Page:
However, video games have grown in a couple ways. In one regard, games have grown in controversy. More than once, they have been cited as the impetus for murder. The slightest depictions of sex have been regarded as news-worthy. Just recently, California tried to make the sale of a Mature-rated video game to a minor an offense punishable by law. On the other hand, games have also become vastly more acceptable in the public conscious. Browser games are wildly successful and nearly everyone with a phone capable of playing it has Angry Birds. The relatively recent introduction of motion controls has opened up a much wider audience for the "I don't consider myself a gamer, but I do enjoy swinging my arms around all fun-fun-silly-willy" crowd. Even outside the casual market, multi-player shooters and sports titles have developed a massive fan base, solely for the experience of online competition and cooperation. Today, there is still something of a stigma held against the video game devotee, but the shame and fear-mongering that was previously more widespread is now held by only the extremely myopic. By comparison, the controversy of comics sort of died away. People just stopped talking about them.
And it seems we're back to where we started. Why aren't more people fans of comics? Video games have certainly shown that the stigma held against a medium can be overcome. The huge popularity of films based on comic books shows that there is definitely an interest in the stories.
Could it simply be a matter of lacking access? It has to be mentioned that there is no corporate chain of comic book stores, as there are for our other offerings. Those small, privately-owned comic shops can certainly be more difficult to find than a Best Buy. Sure, you can find comics in book stores, but I've yet to find one with a selection that rivals that of a dedicated comic shop. Of course, the internet has certainly made it easier to acquire comics, but the same is true for television, movies, and games. Honestly, online comic services just do not compete with the likes of Netflix, Hulu, and Steam. Not yet, at least. Is it because comics are a solo activity? Video games only really attained a more commercially-acceptable status when it started opening itself up to allowing people to play together on a massive scale. From World of Warcraft to Call of Duty to Farmville, the appeal is in allowing people to interact with one another. You can take a date to a film or go with friends. You can gather the family together to watch a favorite show. Sure, you can share a comic book with someone, but it certainly does not have the same social aspect. Of course, the same can be said of any kind of literature, but the novel, the manuscript, and the poem is far more firmly rooted in our culture than comics. Maybe the social appeal is just too insurmountable a challenge for comics to overcome.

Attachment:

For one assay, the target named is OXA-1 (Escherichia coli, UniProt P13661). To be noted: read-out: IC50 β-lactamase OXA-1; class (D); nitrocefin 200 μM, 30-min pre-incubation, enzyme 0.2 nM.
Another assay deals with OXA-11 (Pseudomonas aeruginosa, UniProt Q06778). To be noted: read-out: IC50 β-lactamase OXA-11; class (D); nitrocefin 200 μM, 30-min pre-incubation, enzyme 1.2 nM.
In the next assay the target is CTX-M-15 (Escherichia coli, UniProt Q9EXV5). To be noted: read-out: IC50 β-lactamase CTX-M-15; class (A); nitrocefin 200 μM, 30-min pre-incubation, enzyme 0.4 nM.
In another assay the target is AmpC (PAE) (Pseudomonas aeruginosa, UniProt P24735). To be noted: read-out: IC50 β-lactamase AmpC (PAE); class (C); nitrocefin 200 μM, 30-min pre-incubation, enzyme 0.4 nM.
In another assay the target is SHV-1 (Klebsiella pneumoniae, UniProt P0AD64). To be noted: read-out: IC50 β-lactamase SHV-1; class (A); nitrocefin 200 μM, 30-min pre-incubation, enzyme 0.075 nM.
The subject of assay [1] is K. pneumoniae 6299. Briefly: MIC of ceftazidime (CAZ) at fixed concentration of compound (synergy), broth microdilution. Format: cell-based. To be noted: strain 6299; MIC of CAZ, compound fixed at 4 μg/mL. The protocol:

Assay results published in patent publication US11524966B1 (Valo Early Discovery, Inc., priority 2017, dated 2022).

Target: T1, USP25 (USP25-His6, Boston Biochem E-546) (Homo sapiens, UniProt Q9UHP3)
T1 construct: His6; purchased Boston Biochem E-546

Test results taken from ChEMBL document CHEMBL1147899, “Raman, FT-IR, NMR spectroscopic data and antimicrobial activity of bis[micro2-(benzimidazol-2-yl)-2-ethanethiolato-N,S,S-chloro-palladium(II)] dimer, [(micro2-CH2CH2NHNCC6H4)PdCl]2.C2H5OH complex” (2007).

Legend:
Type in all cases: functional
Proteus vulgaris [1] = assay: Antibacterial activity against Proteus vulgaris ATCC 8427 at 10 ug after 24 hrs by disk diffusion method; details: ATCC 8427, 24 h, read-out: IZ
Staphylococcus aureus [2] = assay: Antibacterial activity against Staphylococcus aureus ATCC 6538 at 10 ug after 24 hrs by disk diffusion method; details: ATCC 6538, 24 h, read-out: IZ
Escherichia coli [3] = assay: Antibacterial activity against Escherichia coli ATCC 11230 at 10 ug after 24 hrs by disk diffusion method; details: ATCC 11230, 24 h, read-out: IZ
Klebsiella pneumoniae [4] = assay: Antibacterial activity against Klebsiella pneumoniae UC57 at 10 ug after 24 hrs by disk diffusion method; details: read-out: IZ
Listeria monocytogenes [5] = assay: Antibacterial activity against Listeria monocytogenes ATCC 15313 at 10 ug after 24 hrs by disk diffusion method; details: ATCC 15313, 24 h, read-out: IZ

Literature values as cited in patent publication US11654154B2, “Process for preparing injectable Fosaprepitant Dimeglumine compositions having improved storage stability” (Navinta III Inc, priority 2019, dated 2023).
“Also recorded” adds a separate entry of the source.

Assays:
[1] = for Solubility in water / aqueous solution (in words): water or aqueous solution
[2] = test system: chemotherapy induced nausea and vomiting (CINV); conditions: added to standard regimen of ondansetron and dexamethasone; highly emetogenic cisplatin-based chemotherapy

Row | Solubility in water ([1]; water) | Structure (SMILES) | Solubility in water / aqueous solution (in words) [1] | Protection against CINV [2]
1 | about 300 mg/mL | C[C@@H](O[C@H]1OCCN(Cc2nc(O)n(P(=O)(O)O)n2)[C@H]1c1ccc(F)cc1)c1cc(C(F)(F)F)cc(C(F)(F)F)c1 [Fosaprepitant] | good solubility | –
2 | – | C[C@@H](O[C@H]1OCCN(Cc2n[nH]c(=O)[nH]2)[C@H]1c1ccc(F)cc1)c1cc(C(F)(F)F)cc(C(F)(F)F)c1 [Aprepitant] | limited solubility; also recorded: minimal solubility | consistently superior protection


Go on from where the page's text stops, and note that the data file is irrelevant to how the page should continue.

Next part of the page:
Then again, perhaps it is just the comics industry that is struggling. The internet has made independent publication of comics absurdly easy. There is no shortage of comics, from single panels to brief strips to full adventures, being published independently online and made free to view. Some of the more popular ones have even grown enough to become professional and support their authors through advertising, merchandising, and fan support, such as Penny Arcade, xkcd, Dinosaur Comics, and MS Paint Adventures. In this sense, comics may actually be having a second Renaissance, of sorts. Still, indie success is not mainstream success. Obviously, it doesn't have to be, but that's not the topic we're trying to address here.
Like I said at the start, this is all supposition on my part. I am merely sharing what I think I know. This is not supported by research. It's not science. This is my opinion and a question to which I'd sincerely like an answer. Does anyone know why more people are not fans of comics? Are you a fan of comics? Is there anything comics can do to achieve the same mainstream appeal that other forms of media have attained? Should they? Why is Japan able to achieve success with multiple magazine publications containing only serialized comics? How are they able to achieve an annual convention built solely around distributing fan and amateur created comic books? Could these practices work in the West? Why don't I know about any comic book series that are currently being published in Europe? Why are comics the least prominent part of Comic-Con?
This is a conversation I am really interested in having. If you think you have the answers, I certainly have the questions. I know why I love comics, but why do you? Why don't you? Let me know in the comments below.